Streets are the veins through which a city pulses. In 2019, I bought my first 35mm film camera with no ambition other than moving from digital to analogue photography.
The technology was relatively simple to master but I had no subjects. The camera in question—a Pentax K1000—wasn’t suited for my journalistic work because it took too long to develop film. Besides that, I’d never been the kind of person who could walk up to strangers and ask if they’d like me to take their picture.
Out of pure necessity, I started taking pictures of buildings. I started to think of the city as a canvas for human drama, a living entity. The rise and fall of sun and shadow, the interplay of light and darkness, and the decay of buildings whispered new secrets every time I looked through my viewfinder. From the hustle of rush hour to the tranquillity of dawn, the city’s heartbeat finds its rhythm in the ebb and flow of time.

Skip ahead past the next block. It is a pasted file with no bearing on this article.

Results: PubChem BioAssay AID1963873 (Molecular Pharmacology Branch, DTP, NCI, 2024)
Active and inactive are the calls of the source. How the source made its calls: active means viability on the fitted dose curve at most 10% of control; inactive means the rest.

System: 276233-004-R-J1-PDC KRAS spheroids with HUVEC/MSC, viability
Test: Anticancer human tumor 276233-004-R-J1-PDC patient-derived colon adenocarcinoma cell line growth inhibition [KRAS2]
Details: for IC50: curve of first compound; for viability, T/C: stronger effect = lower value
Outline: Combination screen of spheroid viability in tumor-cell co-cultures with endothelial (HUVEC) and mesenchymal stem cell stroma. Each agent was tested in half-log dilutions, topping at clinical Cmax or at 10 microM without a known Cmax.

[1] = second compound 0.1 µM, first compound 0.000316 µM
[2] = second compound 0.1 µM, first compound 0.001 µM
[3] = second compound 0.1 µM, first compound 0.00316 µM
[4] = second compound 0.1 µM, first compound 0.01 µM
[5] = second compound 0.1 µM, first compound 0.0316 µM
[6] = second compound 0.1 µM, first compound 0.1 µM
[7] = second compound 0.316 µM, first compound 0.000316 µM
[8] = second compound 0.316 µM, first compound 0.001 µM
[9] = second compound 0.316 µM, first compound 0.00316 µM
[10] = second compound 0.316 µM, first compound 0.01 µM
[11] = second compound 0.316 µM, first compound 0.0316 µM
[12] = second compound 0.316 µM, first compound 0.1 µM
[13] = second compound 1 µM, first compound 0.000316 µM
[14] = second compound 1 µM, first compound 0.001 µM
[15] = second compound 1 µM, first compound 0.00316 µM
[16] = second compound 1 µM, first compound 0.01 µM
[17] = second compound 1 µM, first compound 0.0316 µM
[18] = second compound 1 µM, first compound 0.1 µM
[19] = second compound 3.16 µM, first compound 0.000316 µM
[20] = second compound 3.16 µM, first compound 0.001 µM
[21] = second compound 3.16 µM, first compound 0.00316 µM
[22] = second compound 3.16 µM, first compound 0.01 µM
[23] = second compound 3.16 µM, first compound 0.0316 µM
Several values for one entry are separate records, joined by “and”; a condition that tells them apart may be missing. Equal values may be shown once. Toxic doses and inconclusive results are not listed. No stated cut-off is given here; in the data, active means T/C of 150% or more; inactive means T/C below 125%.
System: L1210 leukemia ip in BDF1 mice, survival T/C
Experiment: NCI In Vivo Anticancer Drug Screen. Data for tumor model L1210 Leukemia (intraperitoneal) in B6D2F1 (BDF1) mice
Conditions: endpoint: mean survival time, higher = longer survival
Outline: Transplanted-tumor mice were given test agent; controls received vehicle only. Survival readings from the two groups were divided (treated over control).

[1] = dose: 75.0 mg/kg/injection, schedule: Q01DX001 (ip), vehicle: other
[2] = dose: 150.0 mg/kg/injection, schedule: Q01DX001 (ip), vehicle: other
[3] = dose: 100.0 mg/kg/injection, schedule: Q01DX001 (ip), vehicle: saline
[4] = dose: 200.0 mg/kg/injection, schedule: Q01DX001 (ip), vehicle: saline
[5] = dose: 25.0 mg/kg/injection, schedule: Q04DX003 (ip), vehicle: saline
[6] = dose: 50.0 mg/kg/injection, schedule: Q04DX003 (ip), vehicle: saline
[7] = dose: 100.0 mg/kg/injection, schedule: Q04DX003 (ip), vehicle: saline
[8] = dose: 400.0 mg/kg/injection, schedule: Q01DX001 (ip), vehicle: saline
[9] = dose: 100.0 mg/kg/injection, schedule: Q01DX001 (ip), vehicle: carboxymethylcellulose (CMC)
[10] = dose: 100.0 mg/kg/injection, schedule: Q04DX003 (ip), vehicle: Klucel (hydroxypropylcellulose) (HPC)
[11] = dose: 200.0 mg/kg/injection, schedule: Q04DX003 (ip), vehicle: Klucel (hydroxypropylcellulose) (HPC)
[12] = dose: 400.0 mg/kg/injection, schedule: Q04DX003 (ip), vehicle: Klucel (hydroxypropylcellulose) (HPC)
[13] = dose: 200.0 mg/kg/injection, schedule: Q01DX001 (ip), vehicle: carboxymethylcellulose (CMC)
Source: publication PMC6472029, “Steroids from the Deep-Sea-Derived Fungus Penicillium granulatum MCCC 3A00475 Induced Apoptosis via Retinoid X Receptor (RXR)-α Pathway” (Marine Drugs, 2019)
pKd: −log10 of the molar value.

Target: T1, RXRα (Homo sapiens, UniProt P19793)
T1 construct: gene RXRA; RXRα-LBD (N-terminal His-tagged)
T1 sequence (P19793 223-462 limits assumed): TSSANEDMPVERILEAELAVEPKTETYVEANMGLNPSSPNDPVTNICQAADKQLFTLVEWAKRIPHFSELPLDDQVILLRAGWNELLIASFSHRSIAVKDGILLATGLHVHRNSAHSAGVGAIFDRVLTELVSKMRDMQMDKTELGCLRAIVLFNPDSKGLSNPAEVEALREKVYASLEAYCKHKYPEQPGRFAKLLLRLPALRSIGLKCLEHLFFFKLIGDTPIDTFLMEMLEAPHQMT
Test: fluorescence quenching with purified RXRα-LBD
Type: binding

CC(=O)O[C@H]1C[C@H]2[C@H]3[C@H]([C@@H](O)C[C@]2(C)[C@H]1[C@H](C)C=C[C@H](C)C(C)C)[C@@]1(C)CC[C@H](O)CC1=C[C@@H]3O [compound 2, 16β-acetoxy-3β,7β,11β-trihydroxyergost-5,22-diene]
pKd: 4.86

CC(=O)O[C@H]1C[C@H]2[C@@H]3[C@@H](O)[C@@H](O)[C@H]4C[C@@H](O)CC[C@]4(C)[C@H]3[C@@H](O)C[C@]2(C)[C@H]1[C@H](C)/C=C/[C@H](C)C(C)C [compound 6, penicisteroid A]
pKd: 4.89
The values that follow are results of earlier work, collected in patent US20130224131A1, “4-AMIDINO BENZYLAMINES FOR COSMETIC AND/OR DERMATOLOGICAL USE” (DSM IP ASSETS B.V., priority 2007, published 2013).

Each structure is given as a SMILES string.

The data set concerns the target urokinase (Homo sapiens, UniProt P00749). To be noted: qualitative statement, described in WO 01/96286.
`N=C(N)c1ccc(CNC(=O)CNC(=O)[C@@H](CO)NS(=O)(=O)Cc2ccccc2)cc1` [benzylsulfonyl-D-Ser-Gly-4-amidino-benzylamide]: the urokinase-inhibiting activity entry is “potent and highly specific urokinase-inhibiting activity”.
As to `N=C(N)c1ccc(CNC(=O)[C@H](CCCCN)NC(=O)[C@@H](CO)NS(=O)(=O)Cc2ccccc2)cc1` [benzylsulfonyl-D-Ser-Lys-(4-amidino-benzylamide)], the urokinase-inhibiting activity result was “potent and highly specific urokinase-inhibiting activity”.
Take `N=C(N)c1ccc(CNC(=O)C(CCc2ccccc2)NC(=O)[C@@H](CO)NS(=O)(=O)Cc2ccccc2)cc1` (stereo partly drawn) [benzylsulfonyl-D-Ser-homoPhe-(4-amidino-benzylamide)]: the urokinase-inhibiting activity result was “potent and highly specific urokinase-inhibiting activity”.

As the years rolled on, the city spaces evolved—new buildings reaching for the sky, old facades making way for progress, and traditions blending with innovation.
This body of work is a mosaic of moments frozen in time; a tribute to the restless spirit of the streets and the souls that traverse them.
Rofhiwa Maneta is a South African writer and photographer. He is the author of A Man, A Fire, A Corpse, a literary biography of his father that mixes journalism, narrative nonfiction, and remembered history. His work has appeared in VICE, The Fader, New Contrast Magazine, and The Sunday Times.